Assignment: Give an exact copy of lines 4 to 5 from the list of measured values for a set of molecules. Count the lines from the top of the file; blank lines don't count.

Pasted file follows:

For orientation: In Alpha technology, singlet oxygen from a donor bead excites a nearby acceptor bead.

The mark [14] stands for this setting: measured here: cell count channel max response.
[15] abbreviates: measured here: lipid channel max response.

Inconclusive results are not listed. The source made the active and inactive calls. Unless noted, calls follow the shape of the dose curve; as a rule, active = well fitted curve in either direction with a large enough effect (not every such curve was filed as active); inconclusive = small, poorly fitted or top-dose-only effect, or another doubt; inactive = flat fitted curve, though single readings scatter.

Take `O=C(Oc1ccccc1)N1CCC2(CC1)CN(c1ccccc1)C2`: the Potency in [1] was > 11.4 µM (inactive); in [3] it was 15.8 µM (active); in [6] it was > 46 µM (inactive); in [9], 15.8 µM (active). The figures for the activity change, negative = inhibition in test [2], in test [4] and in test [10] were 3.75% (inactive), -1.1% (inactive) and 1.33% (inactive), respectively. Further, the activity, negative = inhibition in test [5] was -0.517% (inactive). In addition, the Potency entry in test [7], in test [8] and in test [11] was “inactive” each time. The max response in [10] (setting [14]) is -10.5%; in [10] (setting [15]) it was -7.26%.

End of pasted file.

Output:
Inconclusive results are not listed. The source made the active and inactive calls. Unless noted, calls follow the shape of the dose curve; as a rule, active = well fitted curve in either direction with a large enough effect (not every such curve was filed as active); inconclusive = small, poorly fitted or top-dose-only effect, or another doubt; inactive = flat fitted curve, though single readings scatter.

Take `O=C(Oc1ccccc1)N1CCC2(CC1)CN(c1ccccc1)C2`: the Potency in [1] was > 11.4 µM (inactive); in [3] it was 15.8 µM (active); in [6] it was > 46 µM (inactive); in [9], 15.8 µM (active). The figures for the activity change, negative = inhibition in test [2], in test [4] and in test [10] were 3.75% (inactive), -1.1% (inactive) and 1.33% (inactive), respectively. Further, the activity, negative = inhibition in test [5] was -0.517% (inactive). In addition, the Potency entry in test [7], in test [8] and in test [11] was “inactive” each time. The max response in [10] (setting [14]) is -10.5%; in [10] (setting [15]) it was -7.26%.